Wednesday 12 January 2011 by Gary Stanton

Anti-piracy laser cannon proves useless against eye-patch technology


The multi-million pound seaborne laser system designed to temporarily blind pirates fundamentally ignores the fact that most of them wear some form of eye patch, experts warned last night.

At distances of more than 1.2 km the beam acts as a warning signal effectively alerting pirates to the fact that it is now time to move the patch to protect the ‘good’ eye, before they get within ‘temporary blinding distance’.

Many bloodthirsty pirates have since found that the dazzling beam is superb at burning away cataracts and that repeated pulses can replace the expensive laser surgery used to correct short-sightedness.

Weapons designed to cause permanent blindness are currently banned by a United Nations protocol leaving many vulnerable mariners asking why they can’t just use ‘already approved’ large guns which cause permanent death, instead.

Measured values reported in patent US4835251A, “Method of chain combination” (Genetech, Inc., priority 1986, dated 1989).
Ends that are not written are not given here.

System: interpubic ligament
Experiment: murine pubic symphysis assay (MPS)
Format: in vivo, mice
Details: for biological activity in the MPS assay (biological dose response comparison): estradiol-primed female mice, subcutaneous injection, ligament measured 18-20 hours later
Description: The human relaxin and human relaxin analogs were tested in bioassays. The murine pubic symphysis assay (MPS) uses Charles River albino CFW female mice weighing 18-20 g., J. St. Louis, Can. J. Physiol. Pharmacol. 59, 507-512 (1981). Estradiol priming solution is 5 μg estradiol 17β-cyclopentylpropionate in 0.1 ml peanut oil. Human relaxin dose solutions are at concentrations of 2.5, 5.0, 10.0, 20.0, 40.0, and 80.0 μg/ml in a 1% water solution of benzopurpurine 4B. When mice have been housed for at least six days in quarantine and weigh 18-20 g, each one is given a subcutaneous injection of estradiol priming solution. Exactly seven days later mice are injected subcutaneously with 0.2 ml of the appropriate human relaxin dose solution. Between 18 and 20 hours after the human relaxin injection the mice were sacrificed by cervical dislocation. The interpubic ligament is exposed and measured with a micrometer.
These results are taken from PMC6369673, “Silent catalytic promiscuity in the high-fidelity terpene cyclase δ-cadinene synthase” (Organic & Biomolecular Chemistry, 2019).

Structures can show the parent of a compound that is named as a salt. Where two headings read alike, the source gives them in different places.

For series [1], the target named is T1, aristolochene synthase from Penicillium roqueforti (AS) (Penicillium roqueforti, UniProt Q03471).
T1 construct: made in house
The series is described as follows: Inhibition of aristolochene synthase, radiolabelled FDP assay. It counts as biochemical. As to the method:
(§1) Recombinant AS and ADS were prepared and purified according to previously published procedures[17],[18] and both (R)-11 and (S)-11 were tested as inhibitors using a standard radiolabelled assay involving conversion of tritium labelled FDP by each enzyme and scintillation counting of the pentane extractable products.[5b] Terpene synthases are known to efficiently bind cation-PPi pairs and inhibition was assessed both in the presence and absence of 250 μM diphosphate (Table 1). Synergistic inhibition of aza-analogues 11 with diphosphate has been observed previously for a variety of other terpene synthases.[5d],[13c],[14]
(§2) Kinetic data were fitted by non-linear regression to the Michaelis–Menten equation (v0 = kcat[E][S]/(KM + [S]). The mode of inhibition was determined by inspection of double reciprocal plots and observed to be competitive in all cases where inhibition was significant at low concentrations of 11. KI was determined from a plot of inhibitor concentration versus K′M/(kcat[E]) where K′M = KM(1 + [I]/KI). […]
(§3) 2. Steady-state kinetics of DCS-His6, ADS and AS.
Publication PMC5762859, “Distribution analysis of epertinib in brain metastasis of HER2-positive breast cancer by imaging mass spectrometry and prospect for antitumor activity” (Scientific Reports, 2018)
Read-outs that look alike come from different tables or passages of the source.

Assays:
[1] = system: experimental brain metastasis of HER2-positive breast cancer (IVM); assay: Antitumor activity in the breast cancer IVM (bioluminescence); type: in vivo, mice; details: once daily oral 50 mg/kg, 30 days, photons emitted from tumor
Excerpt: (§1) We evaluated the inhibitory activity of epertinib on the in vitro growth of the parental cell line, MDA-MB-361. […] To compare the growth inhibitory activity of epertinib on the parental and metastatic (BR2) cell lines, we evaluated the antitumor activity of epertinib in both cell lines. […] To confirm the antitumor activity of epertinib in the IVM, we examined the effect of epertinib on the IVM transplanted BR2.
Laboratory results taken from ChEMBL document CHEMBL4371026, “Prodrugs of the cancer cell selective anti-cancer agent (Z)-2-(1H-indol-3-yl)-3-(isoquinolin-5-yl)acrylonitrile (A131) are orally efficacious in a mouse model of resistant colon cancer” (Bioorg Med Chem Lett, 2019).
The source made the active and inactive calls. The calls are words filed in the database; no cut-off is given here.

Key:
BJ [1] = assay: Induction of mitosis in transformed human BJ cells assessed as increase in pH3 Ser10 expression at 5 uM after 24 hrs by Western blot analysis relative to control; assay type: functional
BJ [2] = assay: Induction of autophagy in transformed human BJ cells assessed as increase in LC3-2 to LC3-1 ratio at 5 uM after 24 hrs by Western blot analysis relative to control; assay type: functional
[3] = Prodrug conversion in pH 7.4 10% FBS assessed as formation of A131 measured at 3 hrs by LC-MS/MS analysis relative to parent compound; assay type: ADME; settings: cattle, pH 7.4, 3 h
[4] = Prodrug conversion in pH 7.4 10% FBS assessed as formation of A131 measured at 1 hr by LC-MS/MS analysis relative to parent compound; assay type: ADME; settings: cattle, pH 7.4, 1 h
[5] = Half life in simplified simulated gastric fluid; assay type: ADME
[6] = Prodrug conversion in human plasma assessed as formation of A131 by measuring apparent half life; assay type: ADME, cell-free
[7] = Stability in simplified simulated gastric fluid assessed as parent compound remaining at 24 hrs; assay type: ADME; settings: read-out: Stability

Sailor Sean Williams said, “I can’t say I feel all that safe going up against bloodthirsty pirates with what amounts to a big torch.  I mean, I like torches, I even had Jamie’s Magic Torch when I was a kid, but at least that had different colours.”

Anti-piracy laser

A spokesperson from BAE systems, who developed the system, explained, “Granted, we hadn’t thought about pirates covering their eyes when the laser is fired.  We thought they’d be like moths drawn inexplicably to the light, ultimately rendering them defenceless.”

“We’re still confident it’s worth everyone spending millions and millions of dollars on.”

Miriam Webster, a victim of Somalian piracy, told us, “Instead of getting a laser which requires pirates to invest in much better sunglasses, how about we develop a laser which slices them in two in a fraction of a second?”

“I think that’s the sort of anti-piracy technology we could all get behind.”

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